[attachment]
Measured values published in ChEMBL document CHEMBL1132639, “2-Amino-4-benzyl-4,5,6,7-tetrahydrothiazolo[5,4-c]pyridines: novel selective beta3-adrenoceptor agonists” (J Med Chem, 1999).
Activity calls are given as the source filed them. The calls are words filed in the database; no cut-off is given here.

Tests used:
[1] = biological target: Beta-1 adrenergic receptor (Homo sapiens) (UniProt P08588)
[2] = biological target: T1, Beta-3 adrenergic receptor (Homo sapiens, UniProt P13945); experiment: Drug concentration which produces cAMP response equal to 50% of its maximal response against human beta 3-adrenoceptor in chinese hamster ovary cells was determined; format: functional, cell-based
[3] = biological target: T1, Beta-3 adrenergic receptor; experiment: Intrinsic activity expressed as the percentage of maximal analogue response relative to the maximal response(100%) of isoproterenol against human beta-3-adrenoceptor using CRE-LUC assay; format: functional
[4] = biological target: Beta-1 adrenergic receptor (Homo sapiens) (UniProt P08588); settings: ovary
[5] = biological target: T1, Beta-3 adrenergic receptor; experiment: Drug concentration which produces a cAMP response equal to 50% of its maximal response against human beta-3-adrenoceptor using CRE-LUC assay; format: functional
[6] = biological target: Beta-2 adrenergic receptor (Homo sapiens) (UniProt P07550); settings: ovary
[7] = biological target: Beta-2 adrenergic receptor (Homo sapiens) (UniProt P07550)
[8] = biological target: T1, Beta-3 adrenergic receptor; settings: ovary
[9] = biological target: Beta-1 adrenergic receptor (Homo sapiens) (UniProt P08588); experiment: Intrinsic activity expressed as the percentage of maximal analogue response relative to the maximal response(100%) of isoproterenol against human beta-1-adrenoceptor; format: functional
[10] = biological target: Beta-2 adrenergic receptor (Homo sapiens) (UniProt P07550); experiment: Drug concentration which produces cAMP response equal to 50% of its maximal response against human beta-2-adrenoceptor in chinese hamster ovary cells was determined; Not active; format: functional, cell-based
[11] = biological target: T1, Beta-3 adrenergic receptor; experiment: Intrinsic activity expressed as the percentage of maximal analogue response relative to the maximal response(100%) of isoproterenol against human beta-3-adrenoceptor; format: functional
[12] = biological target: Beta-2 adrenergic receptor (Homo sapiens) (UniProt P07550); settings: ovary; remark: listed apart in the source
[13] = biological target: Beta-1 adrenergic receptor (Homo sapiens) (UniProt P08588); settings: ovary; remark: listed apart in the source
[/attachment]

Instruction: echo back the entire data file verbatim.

Measured values published in ChEMBL document CHEMBL1132639, “2-Amino-4-benzyl-4,5,6,7-tetrahydrothiazolo[5,4-c]pyridines: novel selective beta3-adrenoceptor agonists” (J Med Chem, 1999).
Activity calls are given as the source filed them. The calls are words filed in the database; no cut-off is given here.

Tests used:
[1] = biological target: Beta-1 adrenergic receptor (Homo sapiens) (UniProt P08588)
[2] = biological target: T1, Beta-3 adrenergic receptor (Homo sapiens, UniProt P13945); experiment: Drug concentration which produces cAMP response equal to 50% of its maximal response against human beta 3-adrenoceptor in chinese hamster ovary cells was determined; format: functional, cell-based
[3] = biological target: T1, Beta-3 adrenergic receptor; experiment: Intrinsic activity expressed as the percentage of maximal analogue response relative to the maximal response(100%) of isoproterenol against human beta-3-adrenoceptor using CRE-LUC assay; format: functional
[4] = biological target: Beta-1 adrenergic receptor (Homo sapiens) (UniProt P08588); settings: ovary
[5] = biological target: T1, Beta-3 adrenergic receptor; experiment: Drug concentration which produces a cAMP response equal to 50% of its maximal response against human beta-3-adrenoceptor using CRE-LUC assay; format: functional
[6] = biological target: Beta-2 adrenergic receptor (Homo sapiens) (UniProt P07550); settings: ovary
[7] = biological target: Beta-2 adrenergic receptor (Homo sapiens) (UniProt P07550)
[8] = biological target: T1, Beta-3 adrenergic receptor; settings: ovary
[9] = biological target: Beta-1 adrenergic receptor (Homo sapiens) (UniProt P08588); experiment: Intrinsic activity expressed as the percentage of maximal analogue response relative to the maximal response(100%) of isoproterenol against human beta-1-adrenoceptor; format: functional
[10] = biological target: Beta-2 adrenergic receptor (Homo sapiens) (UniProt P07550); experiment: Drug concentration which produces cAMP response equal to 50% of its maximal response against human beta-2-adrenoceptor in chinese hamster ovary cells was determined; Not active; format: functional, cell-based
[11] = biological target: T1, Beta-3 adrenergic receptor; experiment: Intrinsic activity expressed as the percentage of maximal analogue response relative to the maximal response(100%) of isoproterenol against human beta-3-adrenoceptor; format: functional
[12] = biological target: Beta-2 adrenergic receptor (Homo sapiens) (UniProt P07550); settings: ovary; remark: listed apart in the source
[13] = biological target: Beta-1 adrenergic receptor (Homo sapiens) (UniProt P08588); settings: ovary; remark: listed apart in the source